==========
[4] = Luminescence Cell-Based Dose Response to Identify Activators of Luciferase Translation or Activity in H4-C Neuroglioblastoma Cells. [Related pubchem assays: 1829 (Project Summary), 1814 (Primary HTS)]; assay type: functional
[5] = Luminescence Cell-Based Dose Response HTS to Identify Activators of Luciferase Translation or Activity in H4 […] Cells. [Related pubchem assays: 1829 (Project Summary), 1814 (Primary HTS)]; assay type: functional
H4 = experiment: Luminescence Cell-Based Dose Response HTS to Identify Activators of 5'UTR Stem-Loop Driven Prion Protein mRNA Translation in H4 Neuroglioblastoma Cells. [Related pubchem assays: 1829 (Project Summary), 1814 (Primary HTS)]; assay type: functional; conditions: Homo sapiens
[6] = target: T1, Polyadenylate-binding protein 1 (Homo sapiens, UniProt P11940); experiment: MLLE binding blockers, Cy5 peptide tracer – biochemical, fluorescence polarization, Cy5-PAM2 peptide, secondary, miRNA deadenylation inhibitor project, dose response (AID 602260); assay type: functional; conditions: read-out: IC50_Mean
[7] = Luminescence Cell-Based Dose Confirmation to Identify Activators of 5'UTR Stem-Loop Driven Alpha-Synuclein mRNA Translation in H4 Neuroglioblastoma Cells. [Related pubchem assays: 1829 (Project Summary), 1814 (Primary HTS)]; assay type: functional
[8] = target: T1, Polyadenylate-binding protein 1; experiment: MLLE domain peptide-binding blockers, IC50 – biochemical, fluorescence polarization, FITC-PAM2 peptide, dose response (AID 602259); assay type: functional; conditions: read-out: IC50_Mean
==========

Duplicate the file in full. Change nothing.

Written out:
[4] = Luminescence Cell-Based Dose Response to Identify Activators of Luciferase Translation or Activity in H4-C Neuroglioblastoma Cells. [Related pubchem assays: 1829 (Project Summary), 1814 (Primary HTS)]; assay type: functional
[5] = Luminescence Cell-Based Dose Response HTS to Identify Activators of Luciferase Translation or Activity in H4 […] Cells. [Related pubchem assays: 1829 (Project Summary), 1814 (Primary HTS)]; assay type: functional
H4 = experiment: Luminescence Cell-Based Dose Response HTS to Identify Activators of 5'UTR Stem-Loop Driven Prion Protein mRNA Translation in H4 Neuroglioblastoma Cells. [Related pubchem assays: 1829 (Project Summary), 1814 (Primary HTS)]; assay type: functional; conditions: Homo sapiens
[6] = target: T1, Polyadenylate-binding protein 1 (Homo sapiens, UniProt P11940); experiment: MLLE binding blockers, Cy5 peptide tracer – biochemical, fluorescence polarization, Cy5-PAM2 peptide, secondary, miRNA deadenylation inhibitor project, dose response (AID 602260); assay type: functional; conditions: read-out: IC50_Mean
[7] = Luminescence Cell-Based Dose Confirmation to Identify Activators of 5'UTR Stem-Loop Driven Alpha-Synuclein mRNA Translation in H4 Neuroglioblastoma Cells. [Related pubchem assays: 1829 (Project Summary), 1814 (Primary HTS)]; assay type: functional
[8] = target: T1, Polyadenylate-binding protein 1; experiment: MLLE domain peptide-binding blockers, IC50 – biochemical, fluorescence polarization, FITC-PAM2 peptide, dose response (AID 602259); assay type: functional; conditions: read-out: IC50_Mean